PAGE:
Helping African Brands Enter the Chinese Market
The coffee industry in China and Uganda are two very different stories. Here in Beijing, coffee shops are springing up all the time. Indeed, from 2008 to 2018, China’s coffee consumption increased by a whopping 1032%! The younger Chinese generation is the driving force behind this new ‘coffee culture’ demand. With their higher disposable incomes and acute awareness about different coffee blends and quality, there is an opportunity here for African brands to gain a foothold in this growing market. Subsequently, this demand has the potential to increase coffee farmers profits, alongside generating more value-added production and creating employment opportunities throughout the supply chain.
This week, an Africa Reimagined coffee brand gives us a unique insight into how he transformed unprocessed coffee beans from the smallholder farms of the Sheema District of Uganda into a high-quality, branded coffee now operating in China and beyond.
Like many Ugandans, coffee has always been a huge part of my life. My earliest memories are of helping my parents tend their small coffee garden in the rural village of Kishabya, Sheema district in south-western Uganda. Hilly with rich fertile soils and a tropical rainy season, Sheema is ideal for growing coffee. Swathes of lush, green Robusta trees – a strong, nutty coffee, indigenous to Uganda – cover the hillsides and harvesting their beans is a key source of income for the district.
To get their coffee to market, my parents relied on middlemen, who travelled over 300 kilometres from the capital, Kampala, to buy coffee beans at cheap prices from smallholder farmers. These middlemen made their living by reselling the beans at much higher prices to companies in Kampala who then ship the beans to Europe and Asia. There are currently over 10,000 middlemen operating throughout Uganda with 1.8 million smallholder farms, which accounts for 99% of Ugandan coffee production, reaping minimal profits. My parent’s coffee was being sold and drunk at exuberant prices, whilst we saw little benefits.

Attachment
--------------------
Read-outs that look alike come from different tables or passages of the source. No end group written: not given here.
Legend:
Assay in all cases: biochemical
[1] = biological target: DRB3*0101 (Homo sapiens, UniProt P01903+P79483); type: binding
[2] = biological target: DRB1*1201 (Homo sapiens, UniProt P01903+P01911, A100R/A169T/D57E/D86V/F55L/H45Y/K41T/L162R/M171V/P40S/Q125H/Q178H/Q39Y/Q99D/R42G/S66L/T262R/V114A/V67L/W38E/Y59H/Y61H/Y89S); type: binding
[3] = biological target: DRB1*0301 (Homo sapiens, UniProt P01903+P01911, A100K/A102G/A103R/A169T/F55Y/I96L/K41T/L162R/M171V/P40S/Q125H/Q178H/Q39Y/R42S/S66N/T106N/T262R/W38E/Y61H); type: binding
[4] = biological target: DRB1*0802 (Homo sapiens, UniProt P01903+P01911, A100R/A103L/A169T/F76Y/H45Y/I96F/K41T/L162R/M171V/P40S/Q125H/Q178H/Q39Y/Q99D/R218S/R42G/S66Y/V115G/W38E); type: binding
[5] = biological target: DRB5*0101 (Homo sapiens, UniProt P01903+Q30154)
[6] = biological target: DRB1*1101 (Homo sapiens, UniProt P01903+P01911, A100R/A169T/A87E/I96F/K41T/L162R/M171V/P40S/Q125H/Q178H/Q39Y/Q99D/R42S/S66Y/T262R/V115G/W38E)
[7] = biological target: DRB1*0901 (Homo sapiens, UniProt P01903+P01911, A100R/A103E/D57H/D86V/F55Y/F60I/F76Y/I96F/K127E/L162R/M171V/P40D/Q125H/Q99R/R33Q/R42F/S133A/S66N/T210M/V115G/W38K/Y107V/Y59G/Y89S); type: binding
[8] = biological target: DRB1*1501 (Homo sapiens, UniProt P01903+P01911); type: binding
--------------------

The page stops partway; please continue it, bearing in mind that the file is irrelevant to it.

It was after witnessing these inequalities of the coffee trade first-hand that I decided to find my own way to tap into the international market. I would build a company that would brand and sell different types of high-end speciality Ugandan coffee, such as blends of Ugandan Robusta and Arabica, as well as single-origin Robusta. Most importantly, this company would also be founded upon humanitarian values to help improve the lives of other Ugandan smallholder farmers.
Coffee exports are our country’s most valuable agricultural export commodity, generating around 20-30% of foreign exchange earnings over the past twenty years, with 95% of our coffee production exported. An estimated 12 million people in Uganda rely on the coffee industry in some form, with over 11.9 million of these being farmers.
Yet, our coffee industry has failed to flourish beyond low-value bean harvesting and drying, whilst over the past 15 years, our productivity has stagnated at around 3-4 million bags annually. Our smallholder farmers are therefore unable to lift themselves out of poverty, with the average farmer household income at USD 435 per year, well below the poverty line.